The prevailing hypothesis is that multiple forces combine to cause colony collapse disorder, such as pesticide exposure, parasites and possibly IAPV, Cox-Foster reported.
Viruses belonging to the group including IAPV linger in pollen.
He points out that IAPV has turned up in colonies that don't collapse, as if they're usually healthy enough to cope with it.
But it also neither rules out nor reinforces the association between IAPV and CCD; it just settles the question of whether the recently imported Australian bees were the original source.
The historical presence of IAPV in the United States does lead to a new question: Are there differences in virulence between imported and domestic IAPV strains?
They now know that the presence of IAPV is a strong sign that a colony has the disorder.
Scientists are still trying to figure out how IAPV came to the United States.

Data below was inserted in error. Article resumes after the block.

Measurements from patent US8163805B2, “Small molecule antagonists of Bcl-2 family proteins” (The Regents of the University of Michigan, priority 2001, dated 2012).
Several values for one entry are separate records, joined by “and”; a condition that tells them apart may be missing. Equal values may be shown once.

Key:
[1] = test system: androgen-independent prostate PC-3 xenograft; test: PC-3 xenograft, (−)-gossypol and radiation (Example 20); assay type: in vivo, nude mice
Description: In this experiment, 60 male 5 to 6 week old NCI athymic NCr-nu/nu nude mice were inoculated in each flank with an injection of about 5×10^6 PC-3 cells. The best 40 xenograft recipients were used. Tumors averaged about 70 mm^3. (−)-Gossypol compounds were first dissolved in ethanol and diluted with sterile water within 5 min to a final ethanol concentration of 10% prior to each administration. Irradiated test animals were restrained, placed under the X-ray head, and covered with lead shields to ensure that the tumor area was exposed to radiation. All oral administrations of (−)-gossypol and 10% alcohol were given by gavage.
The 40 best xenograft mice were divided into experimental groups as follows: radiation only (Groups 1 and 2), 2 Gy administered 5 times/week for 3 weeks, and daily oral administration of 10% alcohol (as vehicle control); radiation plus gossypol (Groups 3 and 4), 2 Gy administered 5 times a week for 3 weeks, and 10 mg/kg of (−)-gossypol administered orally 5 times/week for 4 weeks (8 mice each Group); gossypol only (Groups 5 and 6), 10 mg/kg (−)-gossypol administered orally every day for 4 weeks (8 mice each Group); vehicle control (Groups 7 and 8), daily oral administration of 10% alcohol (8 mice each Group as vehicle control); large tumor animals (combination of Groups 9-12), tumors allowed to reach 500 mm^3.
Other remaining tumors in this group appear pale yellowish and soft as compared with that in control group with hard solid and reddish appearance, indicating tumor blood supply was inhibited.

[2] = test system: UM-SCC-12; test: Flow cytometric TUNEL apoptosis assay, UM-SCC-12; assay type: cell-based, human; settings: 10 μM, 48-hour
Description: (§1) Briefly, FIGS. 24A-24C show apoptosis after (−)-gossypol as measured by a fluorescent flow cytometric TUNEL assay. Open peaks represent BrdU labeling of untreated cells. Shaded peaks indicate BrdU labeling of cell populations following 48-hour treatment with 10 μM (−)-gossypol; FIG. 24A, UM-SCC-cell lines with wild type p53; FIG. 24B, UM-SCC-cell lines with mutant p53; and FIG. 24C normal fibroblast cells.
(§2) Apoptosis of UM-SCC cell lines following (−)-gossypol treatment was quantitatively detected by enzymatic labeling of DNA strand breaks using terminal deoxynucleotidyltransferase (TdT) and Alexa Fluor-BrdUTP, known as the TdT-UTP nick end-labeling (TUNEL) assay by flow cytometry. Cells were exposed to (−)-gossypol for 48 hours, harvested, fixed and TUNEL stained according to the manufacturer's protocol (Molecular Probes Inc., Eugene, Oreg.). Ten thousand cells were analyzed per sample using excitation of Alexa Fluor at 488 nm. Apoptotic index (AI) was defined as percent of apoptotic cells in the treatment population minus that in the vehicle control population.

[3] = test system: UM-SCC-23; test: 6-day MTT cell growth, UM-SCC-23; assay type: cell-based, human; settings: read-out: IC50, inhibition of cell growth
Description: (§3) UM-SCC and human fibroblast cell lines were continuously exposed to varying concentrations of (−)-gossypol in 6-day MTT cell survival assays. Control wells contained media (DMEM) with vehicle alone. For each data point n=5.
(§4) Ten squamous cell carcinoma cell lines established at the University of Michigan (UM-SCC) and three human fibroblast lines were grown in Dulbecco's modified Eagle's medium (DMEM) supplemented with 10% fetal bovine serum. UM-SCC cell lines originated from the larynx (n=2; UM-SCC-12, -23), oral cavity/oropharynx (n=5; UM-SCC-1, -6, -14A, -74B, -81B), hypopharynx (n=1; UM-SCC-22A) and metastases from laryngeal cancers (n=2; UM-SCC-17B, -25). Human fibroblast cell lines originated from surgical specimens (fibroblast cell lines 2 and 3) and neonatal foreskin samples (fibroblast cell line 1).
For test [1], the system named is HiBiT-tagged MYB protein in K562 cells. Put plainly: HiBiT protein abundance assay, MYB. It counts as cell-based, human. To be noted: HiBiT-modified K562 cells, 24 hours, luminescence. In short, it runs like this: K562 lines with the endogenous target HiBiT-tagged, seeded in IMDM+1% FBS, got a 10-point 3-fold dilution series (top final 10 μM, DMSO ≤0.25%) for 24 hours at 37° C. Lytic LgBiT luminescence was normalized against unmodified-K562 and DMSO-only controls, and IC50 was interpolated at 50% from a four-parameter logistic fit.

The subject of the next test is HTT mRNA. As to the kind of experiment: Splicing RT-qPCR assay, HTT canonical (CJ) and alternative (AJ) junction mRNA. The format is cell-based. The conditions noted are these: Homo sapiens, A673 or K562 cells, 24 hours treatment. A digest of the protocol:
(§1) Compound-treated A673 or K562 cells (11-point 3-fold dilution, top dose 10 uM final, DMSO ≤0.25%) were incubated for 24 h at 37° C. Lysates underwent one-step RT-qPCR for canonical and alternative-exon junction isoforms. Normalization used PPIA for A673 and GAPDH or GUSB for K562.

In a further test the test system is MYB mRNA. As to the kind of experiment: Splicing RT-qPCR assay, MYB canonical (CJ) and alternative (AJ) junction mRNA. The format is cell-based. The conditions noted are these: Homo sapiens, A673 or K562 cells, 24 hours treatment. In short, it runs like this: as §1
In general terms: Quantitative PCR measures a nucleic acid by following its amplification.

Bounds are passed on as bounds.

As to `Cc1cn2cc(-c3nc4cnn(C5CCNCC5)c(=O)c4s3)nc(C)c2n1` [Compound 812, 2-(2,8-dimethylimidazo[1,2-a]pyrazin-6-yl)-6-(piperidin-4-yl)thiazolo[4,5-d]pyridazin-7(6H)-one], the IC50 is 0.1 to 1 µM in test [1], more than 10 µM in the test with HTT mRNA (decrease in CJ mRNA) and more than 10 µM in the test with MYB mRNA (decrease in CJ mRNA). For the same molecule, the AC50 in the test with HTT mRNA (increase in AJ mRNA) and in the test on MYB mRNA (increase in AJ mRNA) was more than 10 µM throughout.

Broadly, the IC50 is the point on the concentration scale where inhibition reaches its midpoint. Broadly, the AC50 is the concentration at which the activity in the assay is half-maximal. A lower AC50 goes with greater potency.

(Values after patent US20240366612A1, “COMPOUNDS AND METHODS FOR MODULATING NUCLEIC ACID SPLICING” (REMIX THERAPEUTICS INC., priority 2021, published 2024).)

Researchers haven't yet tested whether IAPV meets the standard requirements, called Koch's postulates, that would define it as the cause of colony-collapse disorder.
Whether IAPV contributes to colony collapse or just shows up as a consistent indicator, "both would be good news; says bee geneticist Gene Robinson of the University of Illinois at Urbana-Champaign.
She and her colleagues have found IAPV in live bees from two suppliers in Australia and in packages of royal jelly, bee food for larvae destined to be queens, exported from China.